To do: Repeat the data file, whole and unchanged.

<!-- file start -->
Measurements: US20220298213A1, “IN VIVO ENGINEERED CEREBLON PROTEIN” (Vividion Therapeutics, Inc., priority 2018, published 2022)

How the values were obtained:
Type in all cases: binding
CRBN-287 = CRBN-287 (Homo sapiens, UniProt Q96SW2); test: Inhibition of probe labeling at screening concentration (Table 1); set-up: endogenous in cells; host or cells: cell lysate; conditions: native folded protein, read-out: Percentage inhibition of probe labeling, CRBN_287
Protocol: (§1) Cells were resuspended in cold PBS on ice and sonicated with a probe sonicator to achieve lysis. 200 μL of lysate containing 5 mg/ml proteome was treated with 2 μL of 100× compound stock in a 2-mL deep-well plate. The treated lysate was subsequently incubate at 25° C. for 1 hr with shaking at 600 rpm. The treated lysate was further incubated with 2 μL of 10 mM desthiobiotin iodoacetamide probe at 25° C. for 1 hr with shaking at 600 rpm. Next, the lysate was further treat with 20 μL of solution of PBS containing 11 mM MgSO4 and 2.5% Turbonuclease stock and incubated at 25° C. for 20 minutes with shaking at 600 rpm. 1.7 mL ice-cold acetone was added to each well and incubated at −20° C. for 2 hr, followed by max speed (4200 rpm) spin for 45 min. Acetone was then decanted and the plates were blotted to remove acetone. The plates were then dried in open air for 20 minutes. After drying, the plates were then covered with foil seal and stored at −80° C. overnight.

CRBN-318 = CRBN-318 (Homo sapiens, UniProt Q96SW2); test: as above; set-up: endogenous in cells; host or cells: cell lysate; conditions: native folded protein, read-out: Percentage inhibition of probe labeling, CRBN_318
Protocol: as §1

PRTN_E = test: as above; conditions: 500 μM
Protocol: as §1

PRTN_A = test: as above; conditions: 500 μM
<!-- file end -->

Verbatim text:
Measurements: US20220298213A1, “IN VIVO ENGINEERED CEREBLON PROTEIN” (Vividion Therapeutics, Inc., priority 2018, published 2022)

How the values were obtained:
Type in all cases: binding
CRBN-287 = CRBN-287 (Homo sapiens, UniProt Q96SW2); test: Inhibition of probe labeling at screening concentration (Table 1); set-up: endogenous in cells; host or cells: cell lysate; conditions: native folded protein, read-out: Percentage inhibition of probe labeling, CRBN_287
Protocol: (§1) Cells were resuspended in cold PBS on ice and sonicated with a probe sonicator to achieve lysis. 200 μL of lysate containing 5 mg/ml proteome was treated with 2 μL of 100× compound stock in a 2-mL deep-well plate. The treated lysate was subsequently incubate at 25° C. for 1 hr with shaking at 600 rpm. The treated lysate was further incubated with 2 μL of 10 mM desthiobiotin iodoacetamide probe at 25° C. for 1 hr with shaking at 600 rpm. Next, the lysate was further treat with 20 μL of solution of PBS containing 11 mM MgSO4 and 2.5% Turbonuclease stock and incubated at 25° C. for 20 minutes with shaking at 600 rpm. 1.7 mL ice-cold acetone was added to each well and incubated at −20° C. for 2 hr, followed by max speed (4200 rpm) spin for 45 min. Acetone was then decanted and the plates were blotted to remove acetone. The plates were then dried in open air for 20 minutes. After drying, the plates were then covered with foil seal and stored at −80° C. overnight.

CRBN-318 = CRBN-318 (Homo sapiens, UniProt Q96SW2); test: as above; set-up: endogenous in cells; host or cells: cell lysate; conditions: native folded protein, read-out: Percentage inhibition of probe labeling, CRBN_318
Protocol: as §1

PRTN_E = test: as above; conditions: 500 μM
Protocol: as §1

PRTN_A = test: as above; conditions: 500 μM